“We have sure, faster, better, safer, more effective solutions that we know will work that we know are available right now,” he says. “Aren’t there better uses of that money? To start with the most obvious: simply electrifying the grid.” 

CCS is expensive

Domien Vangenechten, senior policy advisor at climate think tank E3G, thinks a big part of why we haven’t seen much CCS in the past is because carbon prices haven’t been high enough for investors to say capturing and storing makes more economical sense. 

A carbon capture and storage plant in the UK
A carbon capture and storage plant in the UK

Maslin says that the UK’s plan for CCS will suffer because of this reason. 

“At the moment the [UK] government says we want you to capture all the carbon dioxide that you’re producing etc., but there isn’t any cost incentive at the moment to actually do it,” says Maslin. “So yes they’re giving £1bn to actually fund it but you need a market mechanism and there is no market mechanism. 


“Wind has been very successful at the moment, the reason is because the government agreed on a fixed price for offshore wind.” 

On the flip side, Esin Serin, a policy analyst at the London School of Economics' Grantham Research Institute on Climate Change and the Environment, says the success of renewables could be replicated with CCUS. 

“We expect as the industry matures, the need for government support will be less and less, and this isn’t a unique situation for CCUS,” she says. “The most typical example is renewables, technologies like wind power, solar PV, were also much more expensive than fossil fuels at the start, but then governments all around the world brought in these carefully designed policy and innovation packages.”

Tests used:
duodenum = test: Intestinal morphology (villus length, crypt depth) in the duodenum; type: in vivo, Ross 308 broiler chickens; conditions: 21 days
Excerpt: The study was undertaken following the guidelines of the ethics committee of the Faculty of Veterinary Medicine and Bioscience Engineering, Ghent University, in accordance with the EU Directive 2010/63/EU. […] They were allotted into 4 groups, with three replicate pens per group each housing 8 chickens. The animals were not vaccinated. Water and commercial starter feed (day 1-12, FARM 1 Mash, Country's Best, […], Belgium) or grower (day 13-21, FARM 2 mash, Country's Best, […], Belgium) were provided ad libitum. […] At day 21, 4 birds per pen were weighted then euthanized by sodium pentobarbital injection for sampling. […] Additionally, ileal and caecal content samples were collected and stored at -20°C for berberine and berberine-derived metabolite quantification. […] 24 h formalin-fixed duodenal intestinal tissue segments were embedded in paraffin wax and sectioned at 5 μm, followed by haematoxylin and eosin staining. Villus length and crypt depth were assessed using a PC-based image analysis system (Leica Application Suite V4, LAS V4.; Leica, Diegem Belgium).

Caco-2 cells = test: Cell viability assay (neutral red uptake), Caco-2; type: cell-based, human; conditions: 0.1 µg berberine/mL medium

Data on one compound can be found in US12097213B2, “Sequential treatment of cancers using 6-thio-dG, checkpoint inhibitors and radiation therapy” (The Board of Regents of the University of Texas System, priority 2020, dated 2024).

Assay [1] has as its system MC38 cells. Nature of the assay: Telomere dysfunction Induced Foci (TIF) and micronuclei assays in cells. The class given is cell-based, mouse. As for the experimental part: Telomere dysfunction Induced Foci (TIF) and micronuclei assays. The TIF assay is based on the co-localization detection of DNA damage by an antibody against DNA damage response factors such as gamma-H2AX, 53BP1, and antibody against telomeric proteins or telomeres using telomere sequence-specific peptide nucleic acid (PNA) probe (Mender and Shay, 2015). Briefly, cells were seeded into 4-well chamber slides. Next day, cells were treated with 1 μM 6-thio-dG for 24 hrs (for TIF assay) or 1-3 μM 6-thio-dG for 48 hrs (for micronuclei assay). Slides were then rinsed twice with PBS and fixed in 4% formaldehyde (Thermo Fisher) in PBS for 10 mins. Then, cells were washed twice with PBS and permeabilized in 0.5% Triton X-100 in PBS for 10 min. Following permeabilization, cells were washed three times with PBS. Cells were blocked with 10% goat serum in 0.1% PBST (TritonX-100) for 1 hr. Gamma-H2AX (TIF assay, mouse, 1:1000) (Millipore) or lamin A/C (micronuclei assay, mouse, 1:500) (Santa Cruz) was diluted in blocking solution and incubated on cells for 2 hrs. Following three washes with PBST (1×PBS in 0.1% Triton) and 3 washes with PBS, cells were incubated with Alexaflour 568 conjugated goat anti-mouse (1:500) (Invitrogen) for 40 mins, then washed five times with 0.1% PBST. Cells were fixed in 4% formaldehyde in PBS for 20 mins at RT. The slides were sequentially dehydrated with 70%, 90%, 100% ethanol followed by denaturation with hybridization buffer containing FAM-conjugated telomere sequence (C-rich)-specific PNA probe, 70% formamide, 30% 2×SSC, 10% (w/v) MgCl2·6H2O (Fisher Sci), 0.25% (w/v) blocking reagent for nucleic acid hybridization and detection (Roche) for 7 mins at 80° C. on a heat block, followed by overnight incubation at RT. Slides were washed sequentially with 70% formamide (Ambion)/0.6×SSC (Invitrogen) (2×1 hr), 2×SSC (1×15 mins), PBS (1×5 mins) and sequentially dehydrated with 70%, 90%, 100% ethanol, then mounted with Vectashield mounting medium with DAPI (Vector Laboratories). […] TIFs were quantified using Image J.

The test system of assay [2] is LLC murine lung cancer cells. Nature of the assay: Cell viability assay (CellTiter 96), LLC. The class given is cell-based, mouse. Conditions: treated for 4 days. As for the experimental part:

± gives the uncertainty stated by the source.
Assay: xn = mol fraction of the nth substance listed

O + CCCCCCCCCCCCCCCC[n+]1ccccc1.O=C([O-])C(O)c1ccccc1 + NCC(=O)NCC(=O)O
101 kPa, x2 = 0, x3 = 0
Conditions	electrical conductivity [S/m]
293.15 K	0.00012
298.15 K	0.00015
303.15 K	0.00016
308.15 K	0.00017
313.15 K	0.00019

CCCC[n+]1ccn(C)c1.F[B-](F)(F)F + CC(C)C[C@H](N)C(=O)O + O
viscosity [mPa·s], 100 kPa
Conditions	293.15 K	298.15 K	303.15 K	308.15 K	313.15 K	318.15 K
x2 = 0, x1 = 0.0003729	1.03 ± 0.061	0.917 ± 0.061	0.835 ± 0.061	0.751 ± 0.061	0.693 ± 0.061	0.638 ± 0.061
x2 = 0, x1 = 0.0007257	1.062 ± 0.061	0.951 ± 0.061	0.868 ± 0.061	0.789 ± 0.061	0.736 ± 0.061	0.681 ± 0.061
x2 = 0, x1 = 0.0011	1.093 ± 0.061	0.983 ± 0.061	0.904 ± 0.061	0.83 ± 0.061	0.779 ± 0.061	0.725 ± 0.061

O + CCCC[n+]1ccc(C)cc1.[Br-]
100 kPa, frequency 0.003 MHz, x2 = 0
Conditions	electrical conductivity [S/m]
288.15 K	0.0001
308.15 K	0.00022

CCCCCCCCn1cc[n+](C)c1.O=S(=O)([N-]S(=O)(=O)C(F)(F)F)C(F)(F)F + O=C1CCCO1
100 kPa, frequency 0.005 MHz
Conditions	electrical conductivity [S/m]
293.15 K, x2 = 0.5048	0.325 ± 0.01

She adds that there’s also an advantage to getting to emerging technology first: “The countries that develop and commercialise new and innovative technologies first will be able to establish competitive advantage and capture export opportunities from growing international markets.” 

CCS might be used to justify continuing to use oil and gas

Maslin points out that we’ll still likely be using fossil fuels in 2050, and that CCS might be used as a justification for continuing their use. 

“The science says we have to reduce oil and gas and coal to as low as possible as quickly as possible but we’re realistic and know that there will still be requirements for the least developed countries and other countries to still use fossil fuels by 2050,” he says. “Because it’s actually just mentioned that there might be some in 2050, everybody’s rushing to be the ones that are providing the some.” 

Vangenechten says the rhetoric around CCS can change according to motivations. 

“Specific countries which have wealth built on an oil and gas extraction and export economy, how they talk about CCS, they present it as a way to tackle climate change,” he says. 

Often backers of CCS projects include oil and gas companies such as Shell and BP. 

“There is a very big difference between talking about CCS, which is the technology on one hand, and on the other hand, the potential actors that use and talk about CCS in very different ways, which can range from actually reducing their emissions to using it as a way to avoid doing any action at all.”